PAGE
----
I formerly worked in a health department and gave vaccinations, so my info may not be 100% current.
I will speculate that your state recently mandated HBV vaccination and they are trying to "catch everyone up", which they do by mandating it for some year or years of entry into school. In my state, we started by making it an optional vaccine for infants and then we mandated in for 6th grade entry and kindergarten entry and then it gradually became a necessary vaccination for school attendance (unless your doctor releases you for medical reasons). So this weird pattern of vaccinating 4th and then K students seems like they are playing a little catch-up to get kids vaccianted.
Happily Hepatits B deaths are down significantly with vaccination. This is the truth and cdc site will reflect this. Hep B death is not a quick and easy death; it is chronic illness (that can be managed) with a risk for liver cancer and liver failure. I am a nurse and 300 health care workers per year died from Hep B at one time. Hep b is a bloodborne pathogen and is spread by direct contact with infected blood, sexual intercourse, needle sharing, etc. At one time, I had some (by now pretty old stats) that noted that risk of transmission with infected blood was 30% for HBV and something like 0.3% for HIV, so HBV is "easier" to get from a single exposure to infected blood.
The CDC's goal is to give children lifetime protection from a preventable disease that carriers considerable morbidity and mortality.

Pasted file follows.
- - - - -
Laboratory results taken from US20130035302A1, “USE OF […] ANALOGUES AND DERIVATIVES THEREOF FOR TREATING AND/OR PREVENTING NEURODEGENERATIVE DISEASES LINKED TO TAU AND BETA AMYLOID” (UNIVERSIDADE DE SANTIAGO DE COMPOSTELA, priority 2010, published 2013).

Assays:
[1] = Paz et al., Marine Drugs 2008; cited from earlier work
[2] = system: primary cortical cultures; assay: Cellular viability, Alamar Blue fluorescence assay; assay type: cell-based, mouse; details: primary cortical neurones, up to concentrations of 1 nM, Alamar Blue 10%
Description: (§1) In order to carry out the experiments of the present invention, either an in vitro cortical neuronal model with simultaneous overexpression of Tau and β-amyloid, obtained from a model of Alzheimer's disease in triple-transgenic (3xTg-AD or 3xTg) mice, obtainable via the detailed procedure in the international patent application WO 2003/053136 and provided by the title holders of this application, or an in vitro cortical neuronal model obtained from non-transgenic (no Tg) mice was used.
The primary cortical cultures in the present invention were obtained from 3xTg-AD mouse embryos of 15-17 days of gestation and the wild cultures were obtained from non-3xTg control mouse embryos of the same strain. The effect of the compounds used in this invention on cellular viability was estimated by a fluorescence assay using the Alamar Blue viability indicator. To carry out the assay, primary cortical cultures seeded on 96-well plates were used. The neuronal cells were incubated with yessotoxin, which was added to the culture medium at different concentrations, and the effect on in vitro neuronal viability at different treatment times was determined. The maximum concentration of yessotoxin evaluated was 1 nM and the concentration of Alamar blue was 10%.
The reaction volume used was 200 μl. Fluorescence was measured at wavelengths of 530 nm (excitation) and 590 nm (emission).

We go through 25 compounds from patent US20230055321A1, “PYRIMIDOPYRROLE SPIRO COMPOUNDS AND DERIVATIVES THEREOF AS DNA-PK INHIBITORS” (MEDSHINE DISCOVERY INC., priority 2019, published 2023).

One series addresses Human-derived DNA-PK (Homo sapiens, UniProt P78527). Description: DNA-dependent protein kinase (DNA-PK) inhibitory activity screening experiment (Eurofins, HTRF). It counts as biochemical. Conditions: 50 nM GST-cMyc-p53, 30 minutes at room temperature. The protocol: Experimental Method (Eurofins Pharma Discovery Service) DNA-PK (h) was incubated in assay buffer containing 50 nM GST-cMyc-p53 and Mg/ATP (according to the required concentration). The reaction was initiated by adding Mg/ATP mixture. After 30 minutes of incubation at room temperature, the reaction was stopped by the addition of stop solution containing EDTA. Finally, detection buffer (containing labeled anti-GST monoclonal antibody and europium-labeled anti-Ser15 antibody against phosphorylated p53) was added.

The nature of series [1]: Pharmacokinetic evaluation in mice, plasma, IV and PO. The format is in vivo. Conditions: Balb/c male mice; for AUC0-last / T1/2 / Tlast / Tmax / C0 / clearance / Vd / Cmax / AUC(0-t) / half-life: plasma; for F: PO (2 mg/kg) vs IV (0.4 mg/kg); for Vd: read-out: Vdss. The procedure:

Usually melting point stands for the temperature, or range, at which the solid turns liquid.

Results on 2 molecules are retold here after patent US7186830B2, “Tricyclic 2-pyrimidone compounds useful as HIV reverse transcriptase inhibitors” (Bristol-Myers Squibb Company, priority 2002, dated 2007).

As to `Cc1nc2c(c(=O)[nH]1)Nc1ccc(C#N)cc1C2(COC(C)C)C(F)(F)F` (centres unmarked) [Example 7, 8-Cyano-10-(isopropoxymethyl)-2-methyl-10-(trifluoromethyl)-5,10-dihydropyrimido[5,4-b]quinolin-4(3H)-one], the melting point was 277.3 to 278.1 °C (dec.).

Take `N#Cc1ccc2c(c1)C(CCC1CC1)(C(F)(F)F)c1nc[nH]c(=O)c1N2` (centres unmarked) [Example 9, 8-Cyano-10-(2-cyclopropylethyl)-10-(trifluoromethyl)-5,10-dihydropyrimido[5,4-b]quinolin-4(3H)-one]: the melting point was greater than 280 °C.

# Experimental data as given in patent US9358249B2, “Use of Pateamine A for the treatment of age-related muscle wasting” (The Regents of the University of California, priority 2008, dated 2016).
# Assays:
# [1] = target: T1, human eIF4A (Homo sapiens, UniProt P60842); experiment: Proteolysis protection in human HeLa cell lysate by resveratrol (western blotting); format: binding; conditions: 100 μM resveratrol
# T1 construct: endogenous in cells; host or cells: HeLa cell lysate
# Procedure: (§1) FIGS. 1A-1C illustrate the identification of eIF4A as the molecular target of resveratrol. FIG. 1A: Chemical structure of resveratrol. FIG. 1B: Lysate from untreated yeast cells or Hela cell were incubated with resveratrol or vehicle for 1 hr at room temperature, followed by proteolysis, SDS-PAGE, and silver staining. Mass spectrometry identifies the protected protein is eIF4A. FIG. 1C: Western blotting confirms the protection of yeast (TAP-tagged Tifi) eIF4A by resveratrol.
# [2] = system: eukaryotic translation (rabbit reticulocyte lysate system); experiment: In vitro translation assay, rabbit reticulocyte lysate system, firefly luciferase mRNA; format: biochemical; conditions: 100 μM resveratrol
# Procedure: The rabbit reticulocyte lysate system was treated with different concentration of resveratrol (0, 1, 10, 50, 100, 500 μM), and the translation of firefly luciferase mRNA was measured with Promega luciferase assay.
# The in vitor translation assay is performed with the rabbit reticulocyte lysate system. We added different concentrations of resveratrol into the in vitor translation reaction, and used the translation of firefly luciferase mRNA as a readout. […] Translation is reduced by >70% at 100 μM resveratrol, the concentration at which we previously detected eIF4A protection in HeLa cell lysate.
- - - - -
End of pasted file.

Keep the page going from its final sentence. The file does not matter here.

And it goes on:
I think most parents wonder, why should I vaccinate my kid? At kindergarten, they aren't having sex, using needles etc. Surely actual risk for accidental transmission from an infected child in a playground accident with bleeding isn't too significant. To me, the main ADVANTAGE is that your child has protection from this bad disease at the moment he may practice risk behaviors. You don't have to say, "Gee, Susie, I'm worried about those friends you hang with; let's get your HBV series started." NONE of us plan that our children will engage in risk behaviors, but sometimes they do. (Including getting drunk and having sex with partners they wouldn't ordinarily choose.)
Finally, a friend of mine (a nurse) felt that the long term studies are not yet able to support that the vaccine given to an infant will give protection in young adulthood [probably because of the youth of the vaccine]. I have not read studies on this but my own hepatitis b vaccine is at least 15 years old and my titer (level of protection) is just great. Many experts feel that even a low titer does not necessarily mean that you won't have protection at exposure because of the marvelous workings of our immune system.
As pro-vaccine as I am, I am a little scandalized at how punctured our kids are between the routine baby shots, HBV, and chicken pox. It is good to ask questions. I would direct you to my favorite site for the Center for Disease Control. www.cdc.gov
I would guess that they have faq's site for Hepatitis B vaccination.